I have a confession to make.
And an apology.
Back in the 70's, I was a reporter for WABC-TV, New York when we started an early evening news program called Eyewitness News.
It was a time of ponderous, pompous, patronizing, local news fronted by distant, ultra-serious "voice of God" anchors.
Assignment editors' diaries determined the day's news coverage, sending reporters off to the myriad easy-to-cover, self-serving news conferences which passed off as news back then (and, sadly, still dominate much of the news today).
Eyewitness News changed all that.
It brought energy, humanity and even wit to the screen.
Suddenly, New Yorkers had a news program presented by real people mirroring the city as it actually was.
Two anchors shared the reporting with reporters at desks on the set itself -- sometimes filling the screen with half a dozen people.
Our reporters were assigned beats, covered communities and were expected to dig up many of their own stories.
We took the information from the news conferences to the streets. We shot stories on how events affected real people -- the players in the events.
We let them talk. We strove for meaning, sought understanding.
Where the other local news reporters were almost all traditionally respectable white, middle-aged, middle-class and male, Eyewitness News hired a whole new type of tough, damn-the-torpedoes staff.
Black reporters, Latino reporters, young reporters and women reporters started appearing on the news.
And the place was lousy with extraordinarily oddball characters.
Howard Cosell, the brilliant lawyer turned sports reporter who wore a badly-dyed toupee and proudly described himself as: "Arrogant, pompous, obnoxious, vain, cruel, persecuting, distasteful, verbose, a showoff -- I've been called all of these. Of course I am."
Geraldo Rivera, the Puerto Rican social crusader who revealed the horrors of abuse and neglect at the Willowbrook mental hospital and sparked a nationwide reform movement.
The same Rivera who, once threated with suspension shot back: "If you suspend me, I'll have 10,000 Puerto Ricans lying down side by side, elbow to elbow ... and you will have to drive the news cars over them before anybody could get to work."
And Melba Tolliver, the proudly black reporter who changed her hair style from straightened to the sort of Afro favoured by the more militant Black Panthers to cover a White House wedding -- and threatened to quit rather than change back.
It was Melba who demurely asked the Stones' Mick Jagger, writer of (I Can't Get No) Satisfaction, "So Mick, are you satisfied yet?" and earned a leering riposte which made news around the world: "Do you mean sexually?"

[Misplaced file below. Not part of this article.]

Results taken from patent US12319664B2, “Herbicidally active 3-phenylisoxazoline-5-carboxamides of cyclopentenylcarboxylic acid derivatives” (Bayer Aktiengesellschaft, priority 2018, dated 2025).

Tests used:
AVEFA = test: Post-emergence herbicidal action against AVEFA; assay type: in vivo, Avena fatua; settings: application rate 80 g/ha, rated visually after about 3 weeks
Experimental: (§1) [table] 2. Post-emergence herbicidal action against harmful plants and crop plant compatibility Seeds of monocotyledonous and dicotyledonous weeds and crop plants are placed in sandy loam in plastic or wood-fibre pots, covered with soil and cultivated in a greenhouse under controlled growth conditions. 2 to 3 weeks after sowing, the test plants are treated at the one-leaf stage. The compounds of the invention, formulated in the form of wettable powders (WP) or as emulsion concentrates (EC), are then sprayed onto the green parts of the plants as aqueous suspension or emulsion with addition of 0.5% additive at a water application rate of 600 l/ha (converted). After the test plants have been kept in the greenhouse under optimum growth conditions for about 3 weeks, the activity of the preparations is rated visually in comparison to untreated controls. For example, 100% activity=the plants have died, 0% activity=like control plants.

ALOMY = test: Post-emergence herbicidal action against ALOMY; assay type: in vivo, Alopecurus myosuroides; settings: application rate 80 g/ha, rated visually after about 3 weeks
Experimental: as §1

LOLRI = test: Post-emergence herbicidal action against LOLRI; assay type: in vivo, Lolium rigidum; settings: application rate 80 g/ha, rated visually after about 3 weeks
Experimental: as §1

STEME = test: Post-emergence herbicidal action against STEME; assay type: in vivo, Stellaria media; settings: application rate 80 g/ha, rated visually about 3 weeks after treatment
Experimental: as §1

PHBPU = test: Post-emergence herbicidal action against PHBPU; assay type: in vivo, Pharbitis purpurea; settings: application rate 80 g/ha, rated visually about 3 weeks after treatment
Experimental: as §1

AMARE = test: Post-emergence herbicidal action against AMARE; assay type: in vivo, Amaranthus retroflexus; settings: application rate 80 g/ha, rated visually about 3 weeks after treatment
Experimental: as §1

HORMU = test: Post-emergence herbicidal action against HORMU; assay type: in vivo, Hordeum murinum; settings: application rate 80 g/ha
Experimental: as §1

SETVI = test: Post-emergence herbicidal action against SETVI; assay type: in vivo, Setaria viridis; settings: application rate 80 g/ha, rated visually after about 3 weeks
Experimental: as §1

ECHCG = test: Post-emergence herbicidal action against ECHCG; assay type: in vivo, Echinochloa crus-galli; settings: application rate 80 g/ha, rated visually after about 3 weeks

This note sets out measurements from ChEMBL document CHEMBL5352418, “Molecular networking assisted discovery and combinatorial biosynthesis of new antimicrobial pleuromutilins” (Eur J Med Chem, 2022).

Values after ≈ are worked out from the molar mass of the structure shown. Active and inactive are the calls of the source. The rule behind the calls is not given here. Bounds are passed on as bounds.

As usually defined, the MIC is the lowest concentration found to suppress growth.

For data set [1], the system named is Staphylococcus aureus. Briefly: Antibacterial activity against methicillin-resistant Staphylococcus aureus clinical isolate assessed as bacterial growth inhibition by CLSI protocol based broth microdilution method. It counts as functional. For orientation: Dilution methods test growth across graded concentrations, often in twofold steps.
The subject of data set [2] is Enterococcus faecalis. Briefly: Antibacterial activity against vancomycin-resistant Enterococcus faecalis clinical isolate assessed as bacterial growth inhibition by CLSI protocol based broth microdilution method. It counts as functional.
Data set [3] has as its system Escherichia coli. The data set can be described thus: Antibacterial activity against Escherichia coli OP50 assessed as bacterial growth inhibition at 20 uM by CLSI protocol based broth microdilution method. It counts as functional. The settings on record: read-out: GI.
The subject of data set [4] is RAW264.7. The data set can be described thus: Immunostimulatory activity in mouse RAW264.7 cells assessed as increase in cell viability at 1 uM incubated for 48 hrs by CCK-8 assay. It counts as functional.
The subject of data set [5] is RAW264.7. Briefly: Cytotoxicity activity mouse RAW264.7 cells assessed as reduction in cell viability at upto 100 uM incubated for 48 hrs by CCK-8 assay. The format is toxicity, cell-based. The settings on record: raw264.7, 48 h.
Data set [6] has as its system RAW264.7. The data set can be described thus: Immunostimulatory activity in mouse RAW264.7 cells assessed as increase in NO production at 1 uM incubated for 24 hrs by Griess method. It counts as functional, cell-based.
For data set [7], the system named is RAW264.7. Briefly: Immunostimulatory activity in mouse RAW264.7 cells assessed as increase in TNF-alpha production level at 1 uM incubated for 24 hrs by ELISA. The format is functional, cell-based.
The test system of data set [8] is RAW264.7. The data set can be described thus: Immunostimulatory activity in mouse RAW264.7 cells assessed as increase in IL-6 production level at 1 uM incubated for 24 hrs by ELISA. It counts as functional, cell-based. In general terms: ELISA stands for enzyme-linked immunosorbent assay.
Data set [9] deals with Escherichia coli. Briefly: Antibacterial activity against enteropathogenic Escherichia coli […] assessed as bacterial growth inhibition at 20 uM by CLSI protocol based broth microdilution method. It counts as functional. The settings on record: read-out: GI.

Then there was Jimmy Breslin, the irascible, Irish working-class prophet who covered ordinary New Yorkers like they were his own family and wrote: "If a man, for private profit, tears at the public news, does so with the impatience of one who thinks he actually owns the news you get, it is against the national interest."
They even hired me, fresh from playing war correspondent for United Press International in the Congo. Maybe it was my English accent.
We were the peoples' news station. And the people loved us.
Eyewitness News took WABC-TV ratings from last place to first in the world's greatest market. Marshall McLuhan called it "a revolutionary event in telecommunications."
So, you ask, why on earth am I confessing and apologizing?
Glad you asked.
It's because we started something really good and it turned really bad.
Bad for democracy, bad for journalism and bad for viewers.
Following the huge success of Eyewitness News, inevitably entered those cynical vultures known derisively as news doctors.
They checked out what we'd done, decided it had everything to do with crime, weather, disasters, celebrities, that sort of thing, and charged considerable money to train TV journalists all over the known world -- including here at the CBC -- to learn and copy its format.
The doctors never understood that the essence of Eyewitness News wasn't all that crime, weather, disaster and celebrity stuff.
Instead, it was a revolutionary commitment to escape from the dull, dreary institutional news of the time and genuinely try to serve the people.
The news doctors trained TV newsrooms to copy all the outward and visible characteristics of Eyewitness News but simply ignored its soul, its dedication to public service.
TV news and the peoples' right to know have paid a terrible price ever since.
Eyewitness News knock-offs have flourished everywhere.
Endless crime, weather, disasters, celebrities etc. Little depth, less significance, even less meaning. To quote the Bard, much of TV news today: "... is a tale, told by an idiot, full of sound and fury, signifying nothing."
For us journalists at WABC so long ago, Eyewitness News was truly a revolution in news broadcasting.
So I've already lived through one TV news revolution.
Now, as I approach my prime, I'm hoping desperately to be part of another.
We have to re-think, re-form and re-imagine our news. If we don't it will degenerate even further. And we all -- not just me -- will be to blame.
There, I've made my confession.
But is my apology too late?